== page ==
Recency bias affects us more often than we realize when it comes to analyzing films. Many are so quick to spread effusive praise, claiming some film as the “best” in one way or another. You may notice that I often phrase praise as “[a film] is probably one of the best movies I’ve seen recently.” You see, I’m a temperamental guy, and using nondefinitive wording allows me to waffle on topics in the future. I’m annoying like that. And, like everyone else, I’m always trying to fill holes in my movie knowledge, and I fear calling the new hot thing “the best” when I’m not as well-versed in a topic as I should be.
The same goes for the phrase “you’ve never seen anything like this before.” Who knows, maybe there’s a movie from 1952 that does the same things as the movie I’m reviewing in 2020! Personally, I think people use the phrase so liberally that it has started to lose meaning.
And then a movie like The Wolf House comes around, which immediately has me changing my stance on the entire subject. Joaquín Cociña and Cristóbal León’s existential multimedia animated film shot in one continuous sequence is dripping with creativity and ingenuity. A movie that is so specific in its art design and themes that I can safely say you’ve never seen anything like this before. It’s such a strong visual experience that it’s even difficult to put it into words. What can I say, except, that I’ll do my best.
A Brief History Lesson
The Wolf House is inspired by Colonia Dignidad, a colony of Germans and Chileans first built in 1961 and led by Paul Schäfer, who escaped Germany to Chile to evade child molestation charges raised against him. Nazi ties were also prevalent in the cult, including Schäfer himself as well even strong evidence that Josef Mengele, the “Angel of Death”, was also present there for some time.
Throughout the years, there was also widespread sexual abuse, torture, and murder in Colonia Dignidad. Many German and Chilean children were also kidnapped and brought to the camp. And once dictator Augusto Pinochet took rule in Chile, DINA (essentially Chile’s equivalent of the Gestapo) apprehended people and sent them to the colony to be tortured and eventually killed.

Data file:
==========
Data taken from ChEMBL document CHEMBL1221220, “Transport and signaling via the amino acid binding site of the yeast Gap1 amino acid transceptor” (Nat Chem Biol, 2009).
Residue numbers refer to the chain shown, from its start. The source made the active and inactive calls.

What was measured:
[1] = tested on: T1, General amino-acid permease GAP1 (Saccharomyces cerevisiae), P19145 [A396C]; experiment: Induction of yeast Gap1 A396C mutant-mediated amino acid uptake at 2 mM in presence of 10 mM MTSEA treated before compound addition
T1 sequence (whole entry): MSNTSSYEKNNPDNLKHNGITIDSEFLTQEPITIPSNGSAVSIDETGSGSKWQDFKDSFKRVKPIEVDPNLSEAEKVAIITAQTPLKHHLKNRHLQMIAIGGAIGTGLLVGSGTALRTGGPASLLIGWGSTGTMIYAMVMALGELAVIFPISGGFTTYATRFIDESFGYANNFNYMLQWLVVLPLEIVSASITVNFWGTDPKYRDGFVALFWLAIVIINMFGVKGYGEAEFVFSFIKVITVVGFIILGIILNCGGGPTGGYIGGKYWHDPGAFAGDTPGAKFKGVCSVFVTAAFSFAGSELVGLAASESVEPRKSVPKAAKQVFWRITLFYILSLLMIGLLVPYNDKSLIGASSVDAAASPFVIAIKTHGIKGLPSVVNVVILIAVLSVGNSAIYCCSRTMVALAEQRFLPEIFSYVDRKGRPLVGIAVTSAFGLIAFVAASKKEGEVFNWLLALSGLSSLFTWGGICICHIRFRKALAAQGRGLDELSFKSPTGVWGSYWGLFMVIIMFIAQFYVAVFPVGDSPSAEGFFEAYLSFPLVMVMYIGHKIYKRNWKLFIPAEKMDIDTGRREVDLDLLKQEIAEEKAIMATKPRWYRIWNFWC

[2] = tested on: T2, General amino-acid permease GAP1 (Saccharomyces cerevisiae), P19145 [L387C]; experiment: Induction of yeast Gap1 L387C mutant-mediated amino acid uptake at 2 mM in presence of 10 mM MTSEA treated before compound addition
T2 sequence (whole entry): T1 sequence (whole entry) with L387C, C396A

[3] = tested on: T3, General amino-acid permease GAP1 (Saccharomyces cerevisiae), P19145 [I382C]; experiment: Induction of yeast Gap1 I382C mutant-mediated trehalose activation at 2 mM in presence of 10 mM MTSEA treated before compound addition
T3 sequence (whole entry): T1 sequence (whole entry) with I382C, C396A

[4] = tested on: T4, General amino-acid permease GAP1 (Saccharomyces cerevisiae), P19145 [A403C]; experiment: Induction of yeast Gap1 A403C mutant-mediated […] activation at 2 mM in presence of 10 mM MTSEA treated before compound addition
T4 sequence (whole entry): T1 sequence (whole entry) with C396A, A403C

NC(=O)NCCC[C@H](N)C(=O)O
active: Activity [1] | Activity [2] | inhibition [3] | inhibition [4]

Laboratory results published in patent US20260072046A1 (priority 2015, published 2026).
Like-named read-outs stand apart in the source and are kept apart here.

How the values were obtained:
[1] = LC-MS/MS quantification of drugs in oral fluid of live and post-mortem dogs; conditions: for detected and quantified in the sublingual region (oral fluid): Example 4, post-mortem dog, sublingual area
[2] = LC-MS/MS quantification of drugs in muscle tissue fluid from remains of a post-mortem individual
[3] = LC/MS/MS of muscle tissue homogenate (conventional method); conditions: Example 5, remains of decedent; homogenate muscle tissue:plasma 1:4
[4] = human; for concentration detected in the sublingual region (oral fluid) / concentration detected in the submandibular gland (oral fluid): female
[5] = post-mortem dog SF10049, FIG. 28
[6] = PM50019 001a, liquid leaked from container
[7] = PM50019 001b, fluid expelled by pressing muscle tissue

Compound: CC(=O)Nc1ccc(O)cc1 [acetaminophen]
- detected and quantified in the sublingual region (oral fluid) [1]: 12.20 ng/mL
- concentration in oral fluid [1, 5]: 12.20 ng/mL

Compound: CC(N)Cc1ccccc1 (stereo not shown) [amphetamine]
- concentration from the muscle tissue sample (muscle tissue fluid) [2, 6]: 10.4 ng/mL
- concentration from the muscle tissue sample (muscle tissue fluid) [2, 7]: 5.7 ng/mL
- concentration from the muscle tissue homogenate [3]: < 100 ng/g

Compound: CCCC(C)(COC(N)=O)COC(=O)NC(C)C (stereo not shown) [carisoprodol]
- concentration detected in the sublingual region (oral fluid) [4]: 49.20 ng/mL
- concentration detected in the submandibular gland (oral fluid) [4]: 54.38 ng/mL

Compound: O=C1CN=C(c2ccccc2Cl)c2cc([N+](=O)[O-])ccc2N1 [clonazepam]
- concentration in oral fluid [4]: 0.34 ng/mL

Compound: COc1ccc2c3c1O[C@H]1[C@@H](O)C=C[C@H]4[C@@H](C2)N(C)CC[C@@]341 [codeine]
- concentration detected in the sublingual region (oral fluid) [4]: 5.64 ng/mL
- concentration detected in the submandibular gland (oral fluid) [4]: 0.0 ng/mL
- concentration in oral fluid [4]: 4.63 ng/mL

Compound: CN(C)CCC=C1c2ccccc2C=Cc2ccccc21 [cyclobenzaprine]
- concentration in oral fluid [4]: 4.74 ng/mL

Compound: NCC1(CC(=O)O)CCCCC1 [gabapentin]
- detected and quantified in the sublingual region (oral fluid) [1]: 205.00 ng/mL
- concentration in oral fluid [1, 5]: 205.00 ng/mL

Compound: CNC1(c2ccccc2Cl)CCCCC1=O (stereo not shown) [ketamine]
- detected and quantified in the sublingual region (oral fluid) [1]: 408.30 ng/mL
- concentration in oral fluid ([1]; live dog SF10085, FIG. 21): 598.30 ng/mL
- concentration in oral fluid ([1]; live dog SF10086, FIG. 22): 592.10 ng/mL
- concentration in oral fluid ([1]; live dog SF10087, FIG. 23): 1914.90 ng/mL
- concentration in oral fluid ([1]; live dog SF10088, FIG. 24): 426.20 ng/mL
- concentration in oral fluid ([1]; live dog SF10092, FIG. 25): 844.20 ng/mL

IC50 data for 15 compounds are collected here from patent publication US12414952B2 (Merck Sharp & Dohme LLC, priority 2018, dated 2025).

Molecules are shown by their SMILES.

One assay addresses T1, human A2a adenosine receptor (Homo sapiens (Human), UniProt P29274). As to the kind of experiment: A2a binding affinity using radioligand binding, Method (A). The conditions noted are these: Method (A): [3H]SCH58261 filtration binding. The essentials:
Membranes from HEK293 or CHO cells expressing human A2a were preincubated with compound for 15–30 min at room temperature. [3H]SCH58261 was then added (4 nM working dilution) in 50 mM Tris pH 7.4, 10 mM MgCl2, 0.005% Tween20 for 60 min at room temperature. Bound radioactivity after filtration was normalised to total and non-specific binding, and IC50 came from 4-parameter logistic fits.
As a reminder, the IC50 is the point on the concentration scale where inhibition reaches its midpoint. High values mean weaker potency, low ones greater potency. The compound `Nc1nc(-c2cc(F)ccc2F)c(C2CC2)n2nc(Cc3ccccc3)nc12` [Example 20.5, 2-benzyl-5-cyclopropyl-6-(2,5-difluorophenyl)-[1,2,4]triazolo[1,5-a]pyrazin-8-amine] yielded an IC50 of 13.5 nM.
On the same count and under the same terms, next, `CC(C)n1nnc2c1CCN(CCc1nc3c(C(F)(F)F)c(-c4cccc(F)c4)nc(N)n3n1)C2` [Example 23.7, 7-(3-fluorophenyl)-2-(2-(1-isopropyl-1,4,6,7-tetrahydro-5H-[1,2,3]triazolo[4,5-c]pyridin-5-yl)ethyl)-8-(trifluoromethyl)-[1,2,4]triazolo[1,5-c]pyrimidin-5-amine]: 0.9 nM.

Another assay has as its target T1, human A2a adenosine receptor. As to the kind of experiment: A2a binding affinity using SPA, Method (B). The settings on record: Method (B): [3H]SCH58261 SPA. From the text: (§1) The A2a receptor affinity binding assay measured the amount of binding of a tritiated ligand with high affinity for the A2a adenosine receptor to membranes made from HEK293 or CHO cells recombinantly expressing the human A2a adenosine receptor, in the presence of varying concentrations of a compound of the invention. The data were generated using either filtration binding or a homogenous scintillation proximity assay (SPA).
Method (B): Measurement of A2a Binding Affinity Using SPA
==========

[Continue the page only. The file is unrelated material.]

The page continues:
Entirely secretive, no one could leave Colonia Dignidad under Schäfer’s rule. Barbed-wire fencing, watchtowers, and a massive weapons haul deterred many from even thinking about leaving. The cult operated entirely in fear until Schäfer’s reigned ended. Today, the colony is still functioning. (I was absolutely stunned to hear this was the case.) But, it has been rebranded as “Villa Baviera.” Its members insist widespread changes have taken place, such as allowing people to leave freely and even attend school. You can even take a tour there if you really wanted to — but does anyone really want to take a tour there? Let’s just say I won’t be asking anyone to save me a spot on a visit any time soon.
Breaking Down The Wolf House
As for The Wolf House, it’s framed as a propaganda movie by the colony to debunk all the terrible rumors about it. (They’re doing a rather terrible job at it, I might add.) The actual events of the film are said to be from a restored older film, which “proves” how great their cause is.
After the framing device, the film follows Maria (voiced by Amalia Kassai), an escapee from Colonia Dignidad. She finds a rundown house in the woods, which is home to two pigs and nothing else. We stay in the house for the rest of the film. The actual content of the film is far more enthralling than that sounds.
With The Wolf House being a multimedia animated film, the house is in a constant state of change. No two rooms look alike, and everything on screen is in the process of rebuilding and breaking itself down simultaneously. When we first see Maria, she’s a constantly changing painting on the wall, moving to adjacent walls as the camera rotates around the room. She later turns into a sculpture made of paper, cardboard, tape, and paint, and sometimes into a papier-mâché figure. And then the cycle repeats. It’s just as creepy as the body horror you’d see in a Cronenberg film. Every other item, whether it’s another person or something as ordinary as a chair, goes through similar, extraordinary reconstructions, shifting composition at all times. In every single frame no less.